I love my last born child, Ben. Growing up he had a hard time of it, not shunned, as such, by other family, he was nevertheless very much a handful; this meant that he was often excluded. It took six years, but eventually he was diagnosed with ADHD, thus all his anger, his fastidiousness with work, his outlook on life and his inability to sit still, stem from this condition. Bringing him up was a trial, still is, but now understanding him makes for an easier time as the battling turns to compromise and leeway is given where before none would. There are still times, of course, when he drives me up the wall. But through it all, there is that undying love that you have for your child. It seems so abhorrent to me then that any parent could subject their child to any form of abuse. The tragic stories in the news are so unbelievable one cannot fathom what or how such atrocities occur. The saddest thing is that generally they are circular. A formerly abused parent is far more likely to abuse their own offspring showing clearly that nurture plays such an important part in the upbringing process; it takes a very strong person to break the cycle. The titular character of tonight's feature, Bubby, was victim to the most horrific of abuses. One that at the time of its release you could not believe possible but, in the light of monsters such as Josef Fritzl, seem absolutely credible now.
Director Rolf de Heer reportedly took ten years to write the screenplay before committing it to celluloid. He had a singular vision, one in which the audience mimic the experience of Bubby in each new area of the outside world, to which he employed a different cinematographer for each scene. Each one was never given the chance to see what the previous cinematographer had shot (the film was shot in sequence, giving rise to Nick Hope's stunning performance, more on which later) but since the story was of such an oppressive nature, each one came up with similar ideas, thus the film's look flows very naturally without any jarringly different scenes, but with enough migration that brings about a weird, but enchanting, almost ethereal look. In what was only his fourth film, de Heer shows an incredible amount of ingenuity and maturity. The script itself is pretty damning in it persecution and de Heer guides us through this dank and depressing life with vigour and unbelievably, considering the subject matter, humour.
The story, in a line, is about Bubby, a thirty something man that has spent his entire life locked in one apartment by his incestuous mother, who, upon the arrival of his drunken abusive father, finally breaks out of his environment to discover a whole new world that is, at times, even more cruel than the life he knew before, and then has to come to terms with it. Sounds very simple doesn't it? Well, it's not. De Heer's stark and uncompromising script forces us to take a good long look at how truly grim the world can be, through the trauma of childhood to the inhumanity of man and how, an innocent soul, as badly mistreated as can be, with a determination and true companionship can overcome the most awful of times. There must be no illusion here, watching this film can be a trial at times, there are scenes that are extremely uncomfortable to get through, however, such is de Heer's skill that the moralistic tale is one that is both heart warming and just in its execution. For those that can stomach the film, it leaves you with a tremendous feeling of satisfaction, and I for one find it powerful and compelling and for that reason it is definitely a 'must see' film.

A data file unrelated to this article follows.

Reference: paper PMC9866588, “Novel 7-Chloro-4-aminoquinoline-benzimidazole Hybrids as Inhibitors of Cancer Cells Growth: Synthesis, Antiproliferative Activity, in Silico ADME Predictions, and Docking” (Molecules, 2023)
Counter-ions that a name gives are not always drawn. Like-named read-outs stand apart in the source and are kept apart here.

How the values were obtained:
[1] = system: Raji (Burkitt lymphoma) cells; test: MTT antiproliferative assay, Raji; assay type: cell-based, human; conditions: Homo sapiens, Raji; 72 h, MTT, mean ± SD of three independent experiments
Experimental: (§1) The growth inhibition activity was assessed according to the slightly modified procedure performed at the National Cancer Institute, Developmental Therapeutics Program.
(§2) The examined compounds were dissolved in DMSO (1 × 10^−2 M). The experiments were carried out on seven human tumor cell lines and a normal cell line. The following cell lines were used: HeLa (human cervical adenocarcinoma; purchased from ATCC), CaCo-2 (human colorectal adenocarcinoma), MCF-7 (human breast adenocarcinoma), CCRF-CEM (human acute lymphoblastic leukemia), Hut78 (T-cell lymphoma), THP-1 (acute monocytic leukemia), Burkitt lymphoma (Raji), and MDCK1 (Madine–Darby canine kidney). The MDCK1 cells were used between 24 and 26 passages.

On top of the poignant script, the casting of Nick Hope as the titular character has much to do with the films success. Hope, with his loony hair, wild eyes but gentle demeanour has you on his side right from the start. He captures that childlike innocence so crucial to the role, for without this sympathetic character there would be nothing but dank depression all the way through. Bubby himself is not simple, he is uneducated in every sense of the word, able only to communicate by mimicking what he has previously heard upon first meetings he is usually cast within the mentally disabled mould, when in fact he has a keen and inquisitive mind. This mind is put under huge pressure when everyone he meets uses him in one way or another, save one particular group. Even those who are supposed to represent good, the Salvation Army, for example, pick him up and abuse him of sorts. And as for the police that can't or won't understand and lock him up only to be raped, so much for serve and protect. All this finally manages to unhinge Bubby, his personality splits, albeit consciously, and he takes on the persona of his father. It is only the intervention of a band of rockers, normally painted in the dimmest of lights, who treat him with any kind of respect, their song “Bad boy Bubby” making the title of the film. His experiences lead him to front this band with his intense reliving of his experiences blowing out of him in a spellbinding stage performance. The switching of his persona's back and forth when talking to Angel, a literal saviour of his soul, shows that Bubby is clear on his actions and aware of what is going on. This too is symbolised by his eventual treatment of the cats, originally extremely cruel and keeping it confined, then seeing the error of his way, breaking the cycle, freeing and wanting to help - something he, himself, so desperately needs.
There are few films that are able to truly move you with their substance; Bad Boy Bubby is one such film. The very blackest of comedies it manages to enthral and entertain, if your idea of entertainment is thumb screws, ending with a pay off of immense satisfaction. I agree that it is in a niche market, but it is a film that deserves to be seen, miss it and you are missing out on how truly absorbing the medium of film can be.
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